I enjoyed the article thoroughly and appreciate the link to it, but the post here makes it sound as though this is a new discovery. Rather, the article makes it clear that it was discovered in 1973 and that the discovery was made public in 1974.

  6. Curmudgeon says:

    Much of the “knowledge” about Victorian sexual practices is a conglomeration of lies, wishful thinking, urban legends, bad data collection, or derived from the equivalent of the “Penthouse Letters” of the day. (Just think about the “science” used to promote tobacco as safe, or global warming as mythology.) Most of the work is on dead trees, and thus not quotable here, but see:
    http://www.lesleyahall.net/factoids.htm

    She debunks the claim that nipple piercing by Victorian women was commonplace.

    The eponymous Prince Albert is also a myth, albeit one cooked up on modern times–circa 1960–by the Californian body piercer Doug Malloy to legitimize the practice by creating a fake history. Here’s his pamphlet which created the whole legend:
    http://www.bmezine.com/news/jimward/20040315-p.html

  7. glory bee says:

    I bet it was to do with the ‘forbidden’ aspect as well as the loong waiting period of teasing etc. GO great grandma!

  8. glory bee says:

    Just wondered (cough) on behalf of a friend what was ‘The Pearl’ about and how to get a copy.

  9. Anonymous says:

    I remember when I first read about Havelock Ellis, and discovered that Kinsey wasn’t doing anything terribly ground-breaking-he just got a heck of a lot more publicity than Ellis had gotten.

  10. Anonymous says:

    have a small but select collection of victorian erotica – Fanny Hill, Man with a Maid, My Secret Life, Venus in India, The Pearl Collection and so on. They are more titillating than porn. Picked them up almost 40 years ago for a pittance but have given me years of pleasure .

  11. Yamara says:

    Ah, the Naughty Nineties.

    I think much was “known” about sex well before 1892, but by the time scientific rigor could be applied, Victorian prudery was in full swing. Here I think we begin to see its assumptions beginning to crack.

    Some of these ladies might have survived to become cougar-flappers of the 1920s…

  12. Terry says:

    “I think much was “known” about sex well before 1892″

    I agree. It would explain where all those people living in 1892 came from.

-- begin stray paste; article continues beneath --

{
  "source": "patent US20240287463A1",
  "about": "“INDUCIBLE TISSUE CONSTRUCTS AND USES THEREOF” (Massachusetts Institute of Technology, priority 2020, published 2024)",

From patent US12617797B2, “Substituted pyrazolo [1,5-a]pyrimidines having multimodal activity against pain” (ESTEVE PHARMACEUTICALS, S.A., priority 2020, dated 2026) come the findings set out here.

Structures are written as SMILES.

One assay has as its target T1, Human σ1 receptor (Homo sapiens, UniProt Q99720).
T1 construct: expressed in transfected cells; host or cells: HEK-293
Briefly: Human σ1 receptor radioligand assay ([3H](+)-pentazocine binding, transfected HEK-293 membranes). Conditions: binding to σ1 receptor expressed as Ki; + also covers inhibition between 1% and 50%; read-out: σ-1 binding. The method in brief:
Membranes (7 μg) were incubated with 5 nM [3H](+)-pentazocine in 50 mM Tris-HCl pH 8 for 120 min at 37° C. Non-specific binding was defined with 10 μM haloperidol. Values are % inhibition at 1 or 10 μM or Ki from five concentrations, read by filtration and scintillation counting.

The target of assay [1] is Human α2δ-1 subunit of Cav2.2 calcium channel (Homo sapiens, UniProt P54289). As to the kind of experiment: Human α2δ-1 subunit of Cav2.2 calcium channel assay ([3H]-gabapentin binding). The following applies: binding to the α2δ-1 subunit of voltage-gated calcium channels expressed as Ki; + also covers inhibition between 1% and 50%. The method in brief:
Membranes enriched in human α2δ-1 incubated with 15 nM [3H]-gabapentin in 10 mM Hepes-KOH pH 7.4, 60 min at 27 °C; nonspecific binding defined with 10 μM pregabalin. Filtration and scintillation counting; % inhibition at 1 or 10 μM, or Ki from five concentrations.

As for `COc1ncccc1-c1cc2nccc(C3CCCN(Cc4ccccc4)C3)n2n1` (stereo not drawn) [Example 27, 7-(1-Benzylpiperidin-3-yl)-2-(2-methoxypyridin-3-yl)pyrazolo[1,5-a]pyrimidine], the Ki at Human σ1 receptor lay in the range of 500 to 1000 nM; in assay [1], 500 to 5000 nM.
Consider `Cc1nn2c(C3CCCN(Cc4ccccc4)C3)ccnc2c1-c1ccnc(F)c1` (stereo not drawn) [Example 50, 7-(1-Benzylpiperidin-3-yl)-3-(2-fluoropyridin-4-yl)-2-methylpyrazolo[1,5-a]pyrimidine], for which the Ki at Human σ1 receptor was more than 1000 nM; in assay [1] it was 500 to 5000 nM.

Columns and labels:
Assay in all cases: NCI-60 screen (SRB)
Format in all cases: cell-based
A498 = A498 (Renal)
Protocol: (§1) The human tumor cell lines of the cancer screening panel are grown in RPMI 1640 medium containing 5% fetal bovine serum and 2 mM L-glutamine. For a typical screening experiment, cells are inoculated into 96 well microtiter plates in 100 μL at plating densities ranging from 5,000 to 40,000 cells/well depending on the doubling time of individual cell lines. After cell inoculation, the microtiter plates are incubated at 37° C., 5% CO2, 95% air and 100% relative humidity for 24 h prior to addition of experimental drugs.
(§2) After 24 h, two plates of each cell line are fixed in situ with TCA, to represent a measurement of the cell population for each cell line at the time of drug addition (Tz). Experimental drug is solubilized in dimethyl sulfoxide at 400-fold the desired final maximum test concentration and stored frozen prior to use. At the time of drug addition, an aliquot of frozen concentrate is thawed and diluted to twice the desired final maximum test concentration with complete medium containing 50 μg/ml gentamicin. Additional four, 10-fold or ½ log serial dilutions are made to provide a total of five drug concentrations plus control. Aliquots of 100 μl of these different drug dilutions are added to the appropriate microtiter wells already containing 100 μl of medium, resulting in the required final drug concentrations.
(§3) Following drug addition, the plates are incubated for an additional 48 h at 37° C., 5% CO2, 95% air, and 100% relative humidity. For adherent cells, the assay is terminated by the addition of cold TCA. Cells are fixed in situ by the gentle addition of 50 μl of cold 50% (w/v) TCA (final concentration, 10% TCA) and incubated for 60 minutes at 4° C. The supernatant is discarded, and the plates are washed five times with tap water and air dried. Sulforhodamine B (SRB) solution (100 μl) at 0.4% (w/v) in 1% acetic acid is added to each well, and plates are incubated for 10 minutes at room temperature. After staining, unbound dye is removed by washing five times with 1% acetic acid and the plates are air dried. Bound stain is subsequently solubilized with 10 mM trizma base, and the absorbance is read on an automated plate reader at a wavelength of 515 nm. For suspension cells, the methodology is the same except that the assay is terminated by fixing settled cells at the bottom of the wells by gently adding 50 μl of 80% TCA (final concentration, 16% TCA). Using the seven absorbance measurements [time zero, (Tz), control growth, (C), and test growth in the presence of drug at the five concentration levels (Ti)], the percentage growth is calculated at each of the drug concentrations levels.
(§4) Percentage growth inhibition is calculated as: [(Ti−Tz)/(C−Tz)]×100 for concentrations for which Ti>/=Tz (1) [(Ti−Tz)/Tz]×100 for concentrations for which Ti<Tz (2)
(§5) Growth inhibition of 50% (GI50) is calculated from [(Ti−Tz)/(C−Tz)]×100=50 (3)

13. Yamara says:

    And yet, each of them did have to have it explained to them.

  14. ultranaut says:

    I’m not certain of the truth of this, but I recall reading somewhere that nipple piercings were relatively common among Victorian-era women.
    I think we have a warped view of the era because public prudery was considered polite. I still consider it polite except with close friends, or when mediated through the anonymity of teh interwebs.
    In the case of this researcher, it sounds like she got to know many of these women that she surveyed and thus made it past the level of polite conversation.
    It’s funny reading their descriptions of how awesome sex is. It seems that back then it took three sentences and a lot of big words just to say they love to fuck. We live in simpler times now.

  15. nutbastard says:

    Behind closed doors, humans have been f’ing FREAKS since the dawn of time.

    Also, didn’t i read something about a Victorian era steam powered vibrator/dildo?

  16. Anonymous says:

    I was introduced to porn via a 500 page anthology of Victorian porn called “The Pearl”. It had limericks, prose, poetry and woodcut-style illustrations …. stunning! I have not seen anything raunchier in the intervening 30 years,if that gives you a measure.

    • technogeek says:

      Thanks for reminding me about The Pearl. I’ve got that volume, and a book which summarizes some of the other things going on in sex at the time… and I have someone I need to lend these to. ;-J

      Given the basic principle that “everyone lies about sex”, it’s somewhat impressive when anyone manages to conduct a reasonably credible survey of what people are actually doing.

      Yes, modern America is certainly far more hung up about sex than the Victorians were. I’m still baffled by the concept that graphic consentual sex is considered more offensive/harmful than graphic violence.

  17. tsoyptc says:

    Am I the only one wondering how Mosher chose to *describe* orgasms in her survey when she was asking the women about whether they’d ever experienced them?